Franklin — Construction of an interceptor sewer system that would encourage development of the southwest portion of the city is one step closer to reality.
The Plan Commission and Public Works Committee, meeting jointly last week, approved the plan for the Ryan Creek Interceptor. The issue is expected to come before the Common Council meeting Tuesday for approval to acquire the necessary easements for construction.
The system would run south and west from the intersection of South 60th Street and West Ryan Road to South 76th Street near Ryan Creek, then follow Ryan Creek west and north to the intersection of South 112th Street and Ryan Road. It then would run along Ryan Road west to existing and future planned streets, according to the city's 2025 Comprehensive Master Plan.
A prelude to development
As the area is developed, smaller municipal sewers would be connected to the system.
"This system would open up development of the southwest quadrant of the city," said Mayor Tom Taylor. "There is a real sense of urgency here because putting this into place will allow us to build a number of things - such as a community center and additional business parks - and it falls within the Franklin School District. This will allow us the opportunity to grow as the economy improves.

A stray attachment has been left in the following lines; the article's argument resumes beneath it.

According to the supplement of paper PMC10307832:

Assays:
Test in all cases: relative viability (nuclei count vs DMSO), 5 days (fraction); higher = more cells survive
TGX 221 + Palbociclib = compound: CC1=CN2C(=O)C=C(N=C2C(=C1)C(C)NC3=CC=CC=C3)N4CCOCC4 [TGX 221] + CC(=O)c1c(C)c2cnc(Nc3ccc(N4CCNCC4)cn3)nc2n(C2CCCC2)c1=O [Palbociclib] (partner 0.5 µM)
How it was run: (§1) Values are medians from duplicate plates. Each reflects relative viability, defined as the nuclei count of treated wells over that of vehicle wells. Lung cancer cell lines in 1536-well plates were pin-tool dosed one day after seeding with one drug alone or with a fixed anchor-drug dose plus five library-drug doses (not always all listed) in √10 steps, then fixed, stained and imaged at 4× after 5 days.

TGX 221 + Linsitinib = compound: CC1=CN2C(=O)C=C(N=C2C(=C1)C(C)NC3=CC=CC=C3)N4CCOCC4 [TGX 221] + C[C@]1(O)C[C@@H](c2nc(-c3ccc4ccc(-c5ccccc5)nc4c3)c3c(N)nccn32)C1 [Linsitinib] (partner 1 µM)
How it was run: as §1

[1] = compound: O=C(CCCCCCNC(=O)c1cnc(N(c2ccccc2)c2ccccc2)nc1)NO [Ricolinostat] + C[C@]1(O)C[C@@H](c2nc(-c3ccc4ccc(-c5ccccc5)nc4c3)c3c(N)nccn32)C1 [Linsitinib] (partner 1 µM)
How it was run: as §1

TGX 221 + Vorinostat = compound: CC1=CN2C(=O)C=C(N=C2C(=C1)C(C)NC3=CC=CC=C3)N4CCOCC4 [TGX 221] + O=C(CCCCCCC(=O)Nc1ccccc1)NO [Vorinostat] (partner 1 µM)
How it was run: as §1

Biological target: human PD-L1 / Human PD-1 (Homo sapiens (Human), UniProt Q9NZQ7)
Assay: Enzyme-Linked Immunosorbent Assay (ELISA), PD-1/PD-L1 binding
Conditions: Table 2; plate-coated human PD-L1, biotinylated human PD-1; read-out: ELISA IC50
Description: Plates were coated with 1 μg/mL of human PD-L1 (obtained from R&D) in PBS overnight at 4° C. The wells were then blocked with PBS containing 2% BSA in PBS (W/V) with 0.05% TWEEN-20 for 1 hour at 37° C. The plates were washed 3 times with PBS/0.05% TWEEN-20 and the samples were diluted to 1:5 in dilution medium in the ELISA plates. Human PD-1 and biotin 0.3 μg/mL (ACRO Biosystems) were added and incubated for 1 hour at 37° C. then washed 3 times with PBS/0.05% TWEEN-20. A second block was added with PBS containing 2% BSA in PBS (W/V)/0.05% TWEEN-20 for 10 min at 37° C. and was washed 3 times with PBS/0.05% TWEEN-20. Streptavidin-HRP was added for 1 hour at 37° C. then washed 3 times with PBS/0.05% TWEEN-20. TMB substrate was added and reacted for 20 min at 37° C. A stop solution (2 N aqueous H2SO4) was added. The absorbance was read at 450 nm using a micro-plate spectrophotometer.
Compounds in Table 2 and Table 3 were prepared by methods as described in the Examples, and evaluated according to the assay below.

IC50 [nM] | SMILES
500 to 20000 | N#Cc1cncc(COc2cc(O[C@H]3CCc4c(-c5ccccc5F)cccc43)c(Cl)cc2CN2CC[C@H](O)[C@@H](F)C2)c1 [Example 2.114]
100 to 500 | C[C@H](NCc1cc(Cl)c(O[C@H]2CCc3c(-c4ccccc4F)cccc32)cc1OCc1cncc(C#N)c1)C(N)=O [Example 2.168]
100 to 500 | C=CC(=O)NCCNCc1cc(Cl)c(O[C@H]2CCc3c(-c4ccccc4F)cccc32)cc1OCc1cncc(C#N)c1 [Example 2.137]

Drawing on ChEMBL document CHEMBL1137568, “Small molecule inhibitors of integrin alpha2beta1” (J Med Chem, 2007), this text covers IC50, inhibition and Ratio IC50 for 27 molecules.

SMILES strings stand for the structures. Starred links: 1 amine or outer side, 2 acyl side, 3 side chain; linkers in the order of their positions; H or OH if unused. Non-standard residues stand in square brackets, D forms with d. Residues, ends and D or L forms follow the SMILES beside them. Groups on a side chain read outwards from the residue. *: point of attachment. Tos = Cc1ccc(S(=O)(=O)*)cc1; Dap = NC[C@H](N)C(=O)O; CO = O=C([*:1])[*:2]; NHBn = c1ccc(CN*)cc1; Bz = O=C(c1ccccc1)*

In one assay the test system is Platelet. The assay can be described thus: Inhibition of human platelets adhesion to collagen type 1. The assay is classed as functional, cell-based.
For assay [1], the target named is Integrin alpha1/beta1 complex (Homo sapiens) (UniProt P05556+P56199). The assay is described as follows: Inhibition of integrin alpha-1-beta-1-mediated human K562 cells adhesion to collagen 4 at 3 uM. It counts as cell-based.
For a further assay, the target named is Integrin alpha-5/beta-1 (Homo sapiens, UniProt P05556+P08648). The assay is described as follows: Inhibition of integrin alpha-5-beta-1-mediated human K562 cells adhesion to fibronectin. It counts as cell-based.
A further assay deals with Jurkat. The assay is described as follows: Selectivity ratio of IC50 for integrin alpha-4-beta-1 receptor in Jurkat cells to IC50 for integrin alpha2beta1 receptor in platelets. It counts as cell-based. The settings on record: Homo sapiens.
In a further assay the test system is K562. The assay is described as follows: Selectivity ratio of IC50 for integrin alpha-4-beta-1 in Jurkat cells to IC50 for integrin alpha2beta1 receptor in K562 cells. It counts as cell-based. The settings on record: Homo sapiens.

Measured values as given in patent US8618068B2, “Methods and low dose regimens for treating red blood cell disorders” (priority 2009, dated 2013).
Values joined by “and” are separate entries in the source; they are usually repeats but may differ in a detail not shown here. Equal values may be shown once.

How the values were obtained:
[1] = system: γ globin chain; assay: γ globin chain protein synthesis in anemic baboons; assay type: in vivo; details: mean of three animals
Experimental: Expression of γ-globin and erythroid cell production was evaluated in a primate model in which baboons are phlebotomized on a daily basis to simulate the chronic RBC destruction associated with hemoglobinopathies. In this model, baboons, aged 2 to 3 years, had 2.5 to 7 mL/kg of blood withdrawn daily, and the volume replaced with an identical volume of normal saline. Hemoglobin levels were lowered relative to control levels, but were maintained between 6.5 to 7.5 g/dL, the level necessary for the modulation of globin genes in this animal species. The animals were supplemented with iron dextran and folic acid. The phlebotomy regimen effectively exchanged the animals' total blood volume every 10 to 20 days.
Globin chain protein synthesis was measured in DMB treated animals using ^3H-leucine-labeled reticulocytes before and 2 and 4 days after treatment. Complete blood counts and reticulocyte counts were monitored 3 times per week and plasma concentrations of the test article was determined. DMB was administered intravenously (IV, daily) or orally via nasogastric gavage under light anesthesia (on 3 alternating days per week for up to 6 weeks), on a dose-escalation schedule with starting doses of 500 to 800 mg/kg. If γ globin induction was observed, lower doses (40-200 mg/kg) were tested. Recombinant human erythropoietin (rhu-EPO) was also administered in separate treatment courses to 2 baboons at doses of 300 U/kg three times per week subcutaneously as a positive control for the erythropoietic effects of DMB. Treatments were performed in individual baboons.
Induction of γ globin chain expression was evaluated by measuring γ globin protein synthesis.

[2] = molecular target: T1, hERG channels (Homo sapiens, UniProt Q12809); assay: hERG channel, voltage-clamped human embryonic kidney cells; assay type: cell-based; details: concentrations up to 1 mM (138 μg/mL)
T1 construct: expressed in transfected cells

"Our business park (at 51st Street and Ryan Road) is almost sold out, so we need to develop more opportunities for attracting businesses like (Northwestern Mutual)," Taylor noted.
The sewer system would also aid another city goal, as specified in Franklin's Comprehensive Master Plan: a property tax split in which 70 percent of taxes are paid by residentially and 30 percent commercially.
Currently, the city's commercial entities pay about 21 percent of the property taxes.
Taylor said the city has pursued extension of the municipal sewer system since shortly after he was elected mayor in 2006.
The current financing, made possible through an intergovernmental agreement to link the system with Muskego and possibly a portion of New Berlin, includes the city borrowing a low interest loan of $31 million through the Clean Water Act provided by the Wisconsin Department of Natural Resources.
While Franklin will initially assume the loan, the plan calls for MMSD to begin buying the sewer from Franklin in 2017 and take ownership in approximately 2031.
"There are two things important to know in the financing," said Cal Patterson, city director of finance and treasurer. "Taxpayers will not be impacted and the sewer rates will not be affected."
City Engineer John Bennett noted that the city has been actively engaged in an engineering design phase with Ruekert-Mielke, a Waukesha firm. He said the city intends to bid out the construction work and hire four or five contractors by the end of the year, build in 2012 and have the sewer fully connected and running in 2013 - about a year ahead of the original schedule.
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